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Mark Graban

Mark Graban:”What has been will be again, what has been done will be done again; there is nothing new under the sun.” Ecclesiastes 1:9

By Mark Graban, - Last updated: Friday, July 8, 2011 - Save & Share - Leave a comment

I sometimes hear people say that lean concepts and philosophies are just a restatement of Dr. Deming’s teachings or it’s all copied from Henry Ford or it has been lifted from Benjamin Franklin. But it could be argued that each new “restatement” leads to incrementally improved definitions and understandings of core principles from the past. One hospital laboratory director I worked with had been studying Peter Senge’s “The Fifth Discipline” with his managers, but when introduced to lean and the Toyota Production System, he found a framework that allowed him to “operationalize” the concepts of systems thinking so they could begin working toward the goal of being a “learning organization.” You can read more of his thoughts in a paper we co-authored for a management journal – http://www.leanblog.org/wp-content/uploads/2011/04/Adams_Graban.pdf .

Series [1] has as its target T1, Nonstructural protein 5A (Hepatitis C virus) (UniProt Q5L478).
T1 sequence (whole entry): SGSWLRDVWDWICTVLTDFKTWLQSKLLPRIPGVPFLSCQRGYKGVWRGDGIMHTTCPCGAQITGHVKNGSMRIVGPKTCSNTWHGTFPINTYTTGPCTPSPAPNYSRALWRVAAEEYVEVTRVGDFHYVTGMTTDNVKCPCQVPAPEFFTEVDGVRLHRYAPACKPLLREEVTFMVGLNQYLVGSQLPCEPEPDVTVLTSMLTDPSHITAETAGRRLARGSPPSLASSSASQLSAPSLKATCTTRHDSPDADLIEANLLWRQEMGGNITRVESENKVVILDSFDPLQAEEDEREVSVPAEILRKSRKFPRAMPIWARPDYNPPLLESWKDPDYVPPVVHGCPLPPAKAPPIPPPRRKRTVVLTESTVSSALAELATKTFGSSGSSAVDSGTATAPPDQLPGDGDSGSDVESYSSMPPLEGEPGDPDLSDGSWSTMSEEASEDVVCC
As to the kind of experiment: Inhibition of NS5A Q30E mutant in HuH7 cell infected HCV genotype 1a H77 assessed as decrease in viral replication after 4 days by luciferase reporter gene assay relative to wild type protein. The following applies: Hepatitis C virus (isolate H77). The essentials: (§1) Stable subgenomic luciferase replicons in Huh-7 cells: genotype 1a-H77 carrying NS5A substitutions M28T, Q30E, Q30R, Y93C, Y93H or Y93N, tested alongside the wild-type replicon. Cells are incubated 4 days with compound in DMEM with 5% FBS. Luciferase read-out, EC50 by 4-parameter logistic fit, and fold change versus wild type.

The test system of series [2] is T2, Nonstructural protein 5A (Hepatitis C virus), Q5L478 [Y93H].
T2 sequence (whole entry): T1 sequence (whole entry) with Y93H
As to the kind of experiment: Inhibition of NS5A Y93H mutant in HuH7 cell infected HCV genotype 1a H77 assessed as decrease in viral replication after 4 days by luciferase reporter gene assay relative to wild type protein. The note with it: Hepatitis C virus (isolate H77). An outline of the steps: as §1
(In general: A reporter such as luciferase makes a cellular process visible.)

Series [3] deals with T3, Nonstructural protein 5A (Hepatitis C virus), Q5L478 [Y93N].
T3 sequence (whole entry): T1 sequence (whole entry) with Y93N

There are also similarities between lean thinking and other current improvement methodologies, including Quint Studer’s “Hardwiring Excellence” approach (be a servant leader, ask questions at the gemba) , the checklists approach adapted from aviation safety (people should write their own checklists, test them, and improve them over time), and other aspects of the “modern patient safety” movement (focusing on systems instead of shame and blame).

The fact that we see similarities to lean thinking in past books or other modern improvement movements should help validate these principles. It might also show that they are “timeless principles,” as Dr. Stephen Covey would say (another approach with a lot of overlap and parallels to lean).

If it’s valid and timeless, it doesn’t have to be new to be valid or helpful.

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